Rhodium (Chief Bee)
01-18-02 16:25
No 258096
      Safrole to MDMA via isocyanates?  Bookmark   

What if you made 3,4-methylenedioxyphenyl-2-isocyanato-propanone? That would be with a -NCO group on the middle carbon on the side chain.

When reducing an isocyanate, the N-methylamine should form (right?), in this case MDMA, this without having to use methylamine at all.

How would it be made? I don't know the best way, really. Either chloro- or bromosafrole would be reacted with potassium isocyanate (KNCO) in DMF or DMSO, or there may be a possibility that HNCO could be made by depolymerizing cyanuric acid by heating it to 330 deg C and then leading the gas through a solution of safrole, hoping that isocyanic acid is reactive enough to add across the double bond.

One problem is the formation of trialkyl isocyanurates when making alkyl isocyanates from KCNO, but is that a problem? What happens when a trialkyl isocyanurate is reduced? Is some strange triazine formed, or does it depolymerize in situ, forming the desired MDMA anyway?
 
 
 
 
    PrimoPyro
(Hive Prodigy)
01-18-02 20:25
No 258202
      Re: Safrole to MDMA via isocyanates?  Bookmark   

The entire procedure would obviously need to be carried out in grignard-similar conditions, as organoisocyanates hydrolyze to organoammonia derivatives and carbon dioxide.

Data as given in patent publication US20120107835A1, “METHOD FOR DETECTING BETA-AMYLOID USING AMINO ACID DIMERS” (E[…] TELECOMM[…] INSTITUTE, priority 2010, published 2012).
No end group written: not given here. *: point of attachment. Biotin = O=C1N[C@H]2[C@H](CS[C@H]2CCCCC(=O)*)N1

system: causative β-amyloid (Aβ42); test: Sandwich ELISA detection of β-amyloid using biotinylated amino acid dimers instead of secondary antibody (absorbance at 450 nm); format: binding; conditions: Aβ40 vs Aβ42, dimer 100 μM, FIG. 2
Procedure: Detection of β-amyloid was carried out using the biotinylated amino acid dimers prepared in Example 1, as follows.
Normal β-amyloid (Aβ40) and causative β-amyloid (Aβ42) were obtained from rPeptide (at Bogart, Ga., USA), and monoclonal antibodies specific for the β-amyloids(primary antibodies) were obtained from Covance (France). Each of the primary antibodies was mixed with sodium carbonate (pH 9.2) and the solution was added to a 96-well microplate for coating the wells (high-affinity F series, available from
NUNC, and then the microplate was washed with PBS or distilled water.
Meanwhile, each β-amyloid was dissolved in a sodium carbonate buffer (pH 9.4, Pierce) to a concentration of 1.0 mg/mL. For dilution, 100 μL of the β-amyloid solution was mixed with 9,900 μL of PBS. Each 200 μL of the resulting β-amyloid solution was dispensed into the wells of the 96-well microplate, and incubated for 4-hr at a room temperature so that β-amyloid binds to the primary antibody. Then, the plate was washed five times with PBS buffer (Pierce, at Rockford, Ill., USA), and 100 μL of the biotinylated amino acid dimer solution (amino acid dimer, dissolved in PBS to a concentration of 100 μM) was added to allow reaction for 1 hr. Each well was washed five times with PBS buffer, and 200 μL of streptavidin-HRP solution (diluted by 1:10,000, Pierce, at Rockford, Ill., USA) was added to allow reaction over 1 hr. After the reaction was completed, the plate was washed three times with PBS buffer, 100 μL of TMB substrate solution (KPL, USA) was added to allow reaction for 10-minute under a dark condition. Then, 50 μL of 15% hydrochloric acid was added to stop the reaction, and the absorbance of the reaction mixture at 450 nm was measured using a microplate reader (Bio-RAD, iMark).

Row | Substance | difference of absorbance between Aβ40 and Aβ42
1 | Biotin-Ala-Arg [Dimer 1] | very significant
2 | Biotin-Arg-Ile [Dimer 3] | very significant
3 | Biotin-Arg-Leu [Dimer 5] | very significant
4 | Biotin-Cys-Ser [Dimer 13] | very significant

Might be a really cool way to make MDA.

MDP-CH2(CHNCO)CH3 + H2O --> MDP-CH2(CHNH2)CH3 + CO2

                                                       PrimoPyro

Vivent Longtemps la Ruche!
 
 
 
 
    psychokitty
(Her Majesty, Stoni's Kitty)
01-21-02 11:34
No 259061
      Re: Safrole to MDMA via isocyanates?  Bookmark   

Another good one would be to react bromosafrole with guinidine (free base) and then hydrolize the intermediate to form the desired amine product. 

This reaction is definitely one for Ritter to tackle.
 
 
 
 
    terbium
(Old P2P Cook)
02-17-02 17:33
No 271040
      Re: Safrole to MDMA via isocyanates?  Bookmark   

When reducing an isocyanate, the N-methylamine should form (right?), in this case MDMA, this without having to use methylamine at all.
It would seem that the isocyanate could be converted to either MDA or a mixture of MDA and MDMA.

Reacting water with the isocyanate would produce MDA. There would also be a secondary reaction of the MDA with another molecule of the isocyanate to produce an MDA urea, presumably this could be hydrolyzed to two molecules of MDA.

If hydrogenation of the isocyanate produced MDMA then this MDMA should also react with another molecule of the isocyanate to produce the mixed MDA/MDMA urea.
 
 
 
 
    Greensnake
(Newbee)
02-18-02 04:41
No 271224
      Re: Safrole to MDMA via isocyanates?  Bookmark   

>to react bromosafrole with guinidine (free base) and then hydrolize

Probably will work very badly, guanidine is more basic and less nucleophilic than just NH3, so it should mostly eliminate HBr from bromosafrole, instead of making substitution product.

>If hydrogenation of the isocyanate produced MDMA then this MDMA should also react with another molecule of the isocyanate to produce the mixed MDA/MDMA urea.

I wonder, if it could be "prolonged action" form of X.